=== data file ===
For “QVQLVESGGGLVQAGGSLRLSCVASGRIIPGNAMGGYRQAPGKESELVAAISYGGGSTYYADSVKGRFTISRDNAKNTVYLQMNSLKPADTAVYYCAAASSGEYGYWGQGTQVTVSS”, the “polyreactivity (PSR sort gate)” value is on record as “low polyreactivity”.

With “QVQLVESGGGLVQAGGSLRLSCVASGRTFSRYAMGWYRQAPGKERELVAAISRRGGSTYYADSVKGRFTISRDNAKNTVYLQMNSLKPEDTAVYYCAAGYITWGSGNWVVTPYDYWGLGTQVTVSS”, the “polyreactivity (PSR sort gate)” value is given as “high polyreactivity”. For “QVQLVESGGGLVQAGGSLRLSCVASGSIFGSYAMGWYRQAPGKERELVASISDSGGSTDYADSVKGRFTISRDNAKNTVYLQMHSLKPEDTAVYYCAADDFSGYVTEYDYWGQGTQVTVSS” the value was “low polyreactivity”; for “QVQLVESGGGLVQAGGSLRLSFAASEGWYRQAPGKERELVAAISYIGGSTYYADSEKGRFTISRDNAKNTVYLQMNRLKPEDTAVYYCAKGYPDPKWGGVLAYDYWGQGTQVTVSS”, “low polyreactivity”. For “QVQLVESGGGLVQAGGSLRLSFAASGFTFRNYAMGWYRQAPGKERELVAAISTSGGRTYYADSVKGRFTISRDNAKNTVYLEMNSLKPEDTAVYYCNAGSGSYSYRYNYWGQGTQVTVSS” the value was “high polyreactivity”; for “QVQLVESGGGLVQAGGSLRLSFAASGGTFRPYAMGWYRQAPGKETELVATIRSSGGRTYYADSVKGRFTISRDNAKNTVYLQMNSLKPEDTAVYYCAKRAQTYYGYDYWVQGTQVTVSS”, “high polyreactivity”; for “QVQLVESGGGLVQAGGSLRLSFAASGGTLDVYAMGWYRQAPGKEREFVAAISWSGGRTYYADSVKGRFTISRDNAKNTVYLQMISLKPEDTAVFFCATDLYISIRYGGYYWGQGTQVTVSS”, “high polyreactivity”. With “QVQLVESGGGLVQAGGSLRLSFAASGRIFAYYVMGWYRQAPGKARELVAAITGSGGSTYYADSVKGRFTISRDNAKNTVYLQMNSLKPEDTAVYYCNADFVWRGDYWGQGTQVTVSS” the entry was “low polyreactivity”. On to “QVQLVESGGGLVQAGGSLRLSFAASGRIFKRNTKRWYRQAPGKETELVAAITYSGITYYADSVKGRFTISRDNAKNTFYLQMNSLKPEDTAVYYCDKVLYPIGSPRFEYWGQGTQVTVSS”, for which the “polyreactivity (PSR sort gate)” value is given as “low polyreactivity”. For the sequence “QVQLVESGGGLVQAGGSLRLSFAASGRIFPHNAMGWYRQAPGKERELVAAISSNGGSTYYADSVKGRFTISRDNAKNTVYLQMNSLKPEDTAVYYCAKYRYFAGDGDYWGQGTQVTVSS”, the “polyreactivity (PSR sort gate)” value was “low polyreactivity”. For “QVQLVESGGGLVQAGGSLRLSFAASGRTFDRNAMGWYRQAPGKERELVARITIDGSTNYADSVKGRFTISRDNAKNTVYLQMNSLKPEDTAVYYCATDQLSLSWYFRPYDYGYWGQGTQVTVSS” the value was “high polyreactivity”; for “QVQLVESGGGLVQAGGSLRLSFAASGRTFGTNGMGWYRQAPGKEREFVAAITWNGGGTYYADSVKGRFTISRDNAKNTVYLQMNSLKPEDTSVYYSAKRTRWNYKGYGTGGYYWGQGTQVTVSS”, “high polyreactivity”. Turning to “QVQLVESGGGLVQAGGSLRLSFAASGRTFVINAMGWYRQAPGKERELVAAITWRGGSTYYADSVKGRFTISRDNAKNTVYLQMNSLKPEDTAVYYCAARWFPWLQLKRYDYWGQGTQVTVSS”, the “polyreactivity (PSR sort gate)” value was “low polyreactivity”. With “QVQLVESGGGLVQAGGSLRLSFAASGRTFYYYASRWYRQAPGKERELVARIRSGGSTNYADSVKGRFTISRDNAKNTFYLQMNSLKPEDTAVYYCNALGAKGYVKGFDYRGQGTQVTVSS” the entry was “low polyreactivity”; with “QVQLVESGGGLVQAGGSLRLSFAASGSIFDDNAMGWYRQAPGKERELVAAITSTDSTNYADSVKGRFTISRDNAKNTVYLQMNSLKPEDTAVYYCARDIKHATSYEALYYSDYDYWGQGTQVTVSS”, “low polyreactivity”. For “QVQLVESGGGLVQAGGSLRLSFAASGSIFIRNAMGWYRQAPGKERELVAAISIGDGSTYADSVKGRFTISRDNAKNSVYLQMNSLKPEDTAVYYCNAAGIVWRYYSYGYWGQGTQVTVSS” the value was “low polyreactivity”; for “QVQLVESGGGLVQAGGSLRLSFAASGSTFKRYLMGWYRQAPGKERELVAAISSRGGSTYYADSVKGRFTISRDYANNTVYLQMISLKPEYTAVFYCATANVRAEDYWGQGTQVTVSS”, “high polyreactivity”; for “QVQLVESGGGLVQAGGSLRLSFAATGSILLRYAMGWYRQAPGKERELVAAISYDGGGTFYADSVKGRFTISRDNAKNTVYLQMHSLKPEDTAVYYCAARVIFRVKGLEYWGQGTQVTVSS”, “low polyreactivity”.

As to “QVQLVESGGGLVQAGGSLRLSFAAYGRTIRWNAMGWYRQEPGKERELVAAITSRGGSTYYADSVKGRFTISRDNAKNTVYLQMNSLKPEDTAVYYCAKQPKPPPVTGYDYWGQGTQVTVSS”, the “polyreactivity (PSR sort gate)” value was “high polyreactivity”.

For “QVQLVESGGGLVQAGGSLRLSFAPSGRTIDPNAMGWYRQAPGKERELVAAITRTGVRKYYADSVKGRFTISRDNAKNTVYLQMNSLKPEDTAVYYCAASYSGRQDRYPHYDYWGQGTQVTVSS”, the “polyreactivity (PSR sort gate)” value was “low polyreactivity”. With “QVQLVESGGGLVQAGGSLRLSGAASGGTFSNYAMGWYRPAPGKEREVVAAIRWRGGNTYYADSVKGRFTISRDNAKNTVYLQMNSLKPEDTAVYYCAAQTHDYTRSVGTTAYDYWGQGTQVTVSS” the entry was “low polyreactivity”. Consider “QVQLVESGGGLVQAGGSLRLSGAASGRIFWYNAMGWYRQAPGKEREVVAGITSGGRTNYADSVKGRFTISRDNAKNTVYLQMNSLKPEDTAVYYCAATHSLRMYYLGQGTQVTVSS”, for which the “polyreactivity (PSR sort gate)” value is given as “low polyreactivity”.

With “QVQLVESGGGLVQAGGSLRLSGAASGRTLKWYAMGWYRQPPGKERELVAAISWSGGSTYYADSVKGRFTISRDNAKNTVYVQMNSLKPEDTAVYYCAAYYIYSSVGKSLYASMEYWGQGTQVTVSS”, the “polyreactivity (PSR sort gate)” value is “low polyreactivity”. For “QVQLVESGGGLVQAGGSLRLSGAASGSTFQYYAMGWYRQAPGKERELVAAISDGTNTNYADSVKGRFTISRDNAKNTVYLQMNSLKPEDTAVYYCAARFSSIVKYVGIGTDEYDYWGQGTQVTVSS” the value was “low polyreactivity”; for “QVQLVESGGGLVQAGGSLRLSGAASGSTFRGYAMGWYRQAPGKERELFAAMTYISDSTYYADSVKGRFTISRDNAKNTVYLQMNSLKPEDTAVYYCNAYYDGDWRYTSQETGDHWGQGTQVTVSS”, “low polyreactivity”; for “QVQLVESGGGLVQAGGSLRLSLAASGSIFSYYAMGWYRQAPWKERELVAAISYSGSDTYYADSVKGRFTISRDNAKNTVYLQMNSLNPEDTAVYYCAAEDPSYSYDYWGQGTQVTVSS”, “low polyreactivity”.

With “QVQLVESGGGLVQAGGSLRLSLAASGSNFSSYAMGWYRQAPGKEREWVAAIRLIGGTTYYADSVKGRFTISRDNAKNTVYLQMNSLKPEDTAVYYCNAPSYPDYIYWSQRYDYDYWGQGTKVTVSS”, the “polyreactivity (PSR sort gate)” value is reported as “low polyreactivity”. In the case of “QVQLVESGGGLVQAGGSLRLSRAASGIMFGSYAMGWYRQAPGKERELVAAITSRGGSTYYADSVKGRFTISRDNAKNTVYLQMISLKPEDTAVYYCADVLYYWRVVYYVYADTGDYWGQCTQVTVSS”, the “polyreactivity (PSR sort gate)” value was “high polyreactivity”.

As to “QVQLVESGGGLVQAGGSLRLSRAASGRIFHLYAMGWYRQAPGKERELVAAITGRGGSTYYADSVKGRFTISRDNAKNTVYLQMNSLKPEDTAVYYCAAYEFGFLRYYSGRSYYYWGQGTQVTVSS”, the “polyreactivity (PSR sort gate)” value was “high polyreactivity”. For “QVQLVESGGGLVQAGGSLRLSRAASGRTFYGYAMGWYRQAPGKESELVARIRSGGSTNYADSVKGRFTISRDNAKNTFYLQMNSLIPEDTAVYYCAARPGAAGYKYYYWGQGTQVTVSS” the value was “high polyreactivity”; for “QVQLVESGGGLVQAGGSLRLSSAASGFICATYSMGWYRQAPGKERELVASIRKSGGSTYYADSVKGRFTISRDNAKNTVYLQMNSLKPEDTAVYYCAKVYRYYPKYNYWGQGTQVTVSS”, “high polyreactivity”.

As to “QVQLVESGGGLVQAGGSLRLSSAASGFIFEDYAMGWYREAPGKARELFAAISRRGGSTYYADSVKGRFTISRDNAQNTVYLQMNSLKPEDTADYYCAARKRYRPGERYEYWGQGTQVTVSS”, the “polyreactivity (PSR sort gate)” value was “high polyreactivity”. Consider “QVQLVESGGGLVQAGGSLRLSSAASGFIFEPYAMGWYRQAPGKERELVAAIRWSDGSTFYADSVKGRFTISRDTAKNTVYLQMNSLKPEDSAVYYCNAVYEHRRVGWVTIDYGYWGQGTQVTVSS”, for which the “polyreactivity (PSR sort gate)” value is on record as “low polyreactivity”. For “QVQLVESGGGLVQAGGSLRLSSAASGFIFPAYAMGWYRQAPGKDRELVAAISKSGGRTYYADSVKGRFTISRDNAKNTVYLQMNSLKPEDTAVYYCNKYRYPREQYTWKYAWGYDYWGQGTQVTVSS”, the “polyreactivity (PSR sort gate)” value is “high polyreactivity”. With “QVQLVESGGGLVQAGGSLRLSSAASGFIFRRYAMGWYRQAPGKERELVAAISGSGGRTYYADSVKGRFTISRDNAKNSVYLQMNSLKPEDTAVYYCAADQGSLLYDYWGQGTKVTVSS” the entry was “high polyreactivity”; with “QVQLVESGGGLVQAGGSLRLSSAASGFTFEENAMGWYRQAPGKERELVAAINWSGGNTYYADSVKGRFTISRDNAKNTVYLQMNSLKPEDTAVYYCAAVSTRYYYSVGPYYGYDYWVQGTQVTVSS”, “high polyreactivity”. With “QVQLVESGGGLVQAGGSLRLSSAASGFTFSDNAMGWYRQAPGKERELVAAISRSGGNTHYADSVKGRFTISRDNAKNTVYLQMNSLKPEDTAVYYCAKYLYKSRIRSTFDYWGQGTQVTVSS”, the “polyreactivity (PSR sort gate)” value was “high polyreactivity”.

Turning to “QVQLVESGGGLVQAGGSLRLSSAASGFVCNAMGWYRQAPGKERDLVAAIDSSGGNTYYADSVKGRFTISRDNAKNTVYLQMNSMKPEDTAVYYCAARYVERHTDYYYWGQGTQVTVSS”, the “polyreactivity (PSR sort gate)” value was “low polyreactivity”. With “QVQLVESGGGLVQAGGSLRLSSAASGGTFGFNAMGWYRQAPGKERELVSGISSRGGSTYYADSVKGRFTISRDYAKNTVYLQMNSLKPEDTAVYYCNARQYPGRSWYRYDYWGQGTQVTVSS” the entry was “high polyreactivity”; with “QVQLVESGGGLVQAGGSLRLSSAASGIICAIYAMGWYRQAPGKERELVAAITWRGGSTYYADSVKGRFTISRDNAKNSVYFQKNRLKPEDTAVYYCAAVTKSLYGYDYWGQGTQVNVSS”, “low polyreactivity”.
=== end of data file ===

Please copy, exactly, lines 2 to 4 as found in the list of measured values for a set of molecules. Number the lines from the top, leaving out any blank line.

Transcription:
With “QVQLVESGGGLVQAGGSLRLSCVASGRTFSRYAMGWYRQAPGKERELVAAISRRGGSTYYADSVKGRFTISRDNAKNTVYLQMNSLKPEDTAVYYCAAGYITWGSGNWVVTPYDYWGLGTQVTVSS”, the “polyreactivity (PSR sort gate)” value is given as “high polyreactivity”. For “QVQLVESGGGLVQAGGSLRLSCVASGSIFGSYAMGWYRQAPGKERELVASISDSGGSTDYADSVKGRFTISRDNAKNTVYLQMHSLKPEDTAVYYCAADDFSGYVTEYDYWGQGTQVTVSS” the value was “low polyreactivity”; for “QVQLVESGGGLVQAGGSLRLSFAASEGWYRQAPGKERELVAAISYIGGSTYYADSEKGRFTISRDNAKNTVYLQMNRLKPEDTAVYYCAKGYPDPKWGGVLAYDYWGQGTQVTVSS”, “low polyreactivity”. For “QVQLVESGGGLVQAGGSLRLSFAASGFTFRNYAMGWYRQAPGKERELVAAISTSGGRTYYADSVKGRFTISRDNAKNTVYLEMNSLKPEDTAVYYCNAGSGSYSYRYNYWGQGTQVTVSS” the value was “high polyreactivity”; for “QVQLVESGGGLVQAGGSLRLSFAASGGTFRPYAMGWYRQAPGKETELVATIRSSGGRTYYADSVKGRFTISRDNAKNTVYLQMNSLKPEDTAVYYCAKRAQTYYGYDYWVQGTQVTVSS”, “high polyreactivity”; for “QVQLVESGGGLVQAGGSLRLSFAASGGTLDVYAMGWYRQAPGKEREFVAAISWSGGRTYYADSVKGRFTISRDNAKNTVYLQMISLKPEDTAVFFCATDLYISIRYGGYYWGQGTQVTVSS”, “high polyreactivity”. With “QVQLVESGGGLVQAGGSLRLSFAASGRIFAYYVMGWYRQAPGKARELVAAITGSGGSTYYADSVKGRFTISRDNAKNTVYLQMNSLKPEDTAVYYCNADFVWRGDYWGQGTQVTVSS” the entry was “low polyreactivity”. On to “QVQLVESGGGLVQAGGSLRLSFAASGRIFKRNTKRWYRQAPGKETELVAAITYSGITYYADSVKGRFTISRDNAKNTFYLQMNSLKPEDTAVYYCDKVLYPIGSPRFEYWGQGTQVTVSS”, for which the “polyreactivity (PSR sort gate)” value is given as “low polyreactivity”. For the sequence “QVQLVESGGGLVQAGGSLRLSFAASGRIFPHNAMGWYRQAPGKERELVAAISSNGGSTYYADSVKGRFTISRDNAKNTVYLQMNSLKPEDTAVYYCAKYRYFAGDGDYWGQGTQVTVSS”, the “polyreactivity (PSR sort gate)” value was “low polyreactivity”. For “QVQLVESGGGLVQAGGSLRLSFAASGRTFDRNAMGWYRQAPGKERELVARITIDGSTNYADSVKGRFTISRDNAKNTVYLQMNSLKPEDTAVYYCATDQLSLSWYFRPYDYGYWGQGTQVTVSS” the value was “high polyreactivity”; for “QVQLVESGGGLVQAGGSLRLSFAASGRTFGTNGMGWYRQAPGKEREFVAAITWNGGGTYYADSVKGRFTISRDNAKNTVYLQMNSLKPEDTSVYYSAKRTRWNYKGYGTGGYYWGQGTQVTVSS”, “high polyreactivity”. Turning to “QVQLVESGGGLVQAGGSLRLSFAASGRTFVINAMGWYRQAPGKERELVAAITWRGGSTYYADSVKGRFTISRDNAKNTVYLQMNSLKPEDTAVYYCAARWFPWLQLKRYDYWGQGTQVTVSS”, the “polyreactivity (PSR sort gate)” value was “low polyreactivity”. With “QVQLVESGGGLVQAGGSLRLSFAASGRTFYYYASRWYRQAPGKERELVARIRSGGSTNYADSVKGRFTISRDNAKNTFYLQMNSLKPEDTAVYYCNALGAKGYVKGFDYRGQGTQVTVSS” the entry was “low polyreactivity”; with “QVQLVESGGGLVQAGGSLRLSFAASGSIFDDNAMGWYRQAPGKERELVAAITSTDSTNYADSVKGRFTISRDNAKNTVYLQMNSLKPEDTAVYYCARDIKHATSYEALYYSDYDYWGQGTQVTVSS”, “low polyreactivity”. For “QVQLVESGGGLVQAGGSLRLSFAASGSIFIRNAMGWYRQAPGKERELVAAISIGDGSTYADSVKGRFTISRDNAKNSVYLQMNSLKPEDTAVYYCNAAGIVWRYYSYGYWGQGTQVTVSS” the value was “low polyreactivity”; for “QVQLVESGGGLVQAGGSLRLSFAASGSTFKRYLMGWYRQAPGKERELVAAISSRGGSTYYADSVKGRFTISRDYANNTVYLQMISLKPEYTAVFYCATANVRAEDYWGQGTQVTVSS”, “high polyreactivity”; for “QVQLVESGGGLVQAGGSLRLSFAATGSILLRYAMGWYRQAPGKERELVAAISYDGGGTFYADSVKGRFTISRDNAKNTVYLQMHSLKPEDTAVYYCAARVIFRVKGLEYWGQGTQVTVSS”, “low polyreactivity”.

As to “QVQLVESGGGLVQAGGSLRLSFAAYGRTIRWNAMGWYRQEPGKERELVAAITSRGGSTYYADSVKGRFTISRDNAKNTVYLQMNSLKPEDTAVYYCAKQPKPPPVTGYDYWGQGTQVTVSS”, the “polyreactivity (PSR sort gate)” value was “high polyreactivity”.

For “QVQLVESGGGLVQAGGSLRLSFAPSGRTIDPNAMGWYRQAPGKERELVAAITRTGVRKYYADSVKGRFTISRDNAKNTVYLQMNSLKPEDTAVYYCAASYSGRQDRYPHYDYWGQGTQVTVSS”, the “polyreactivity (PSR sort gate)” value was “low polyreactivity”. With “QVQLVESGGGLVQAGGSLRLSGAASGGTFSNYAMGWYRPAPGKEREVVAAIRWRGGNTYYADSVKGRFTISRDNAKNTVYLQMNSLKPEDTAVYYCAAQTHDYTRSVGTTAYDYWGQGTQVTVSS” the entry was “low polyreactivity”. Consider “QVQLVESGGGLVQAGGSLRLSGAASGRIFWYNAMGWYRQAPGKEREVVAGITSGGRTNYADSVKGRFTISRDNAKNTVYLQMNSLKPEDTAVYYCAATHSLRMYYLGQGTQVTVSS”, for which the “polyreactivity (PSR sort gate)” value is given as “low polyreactivity”.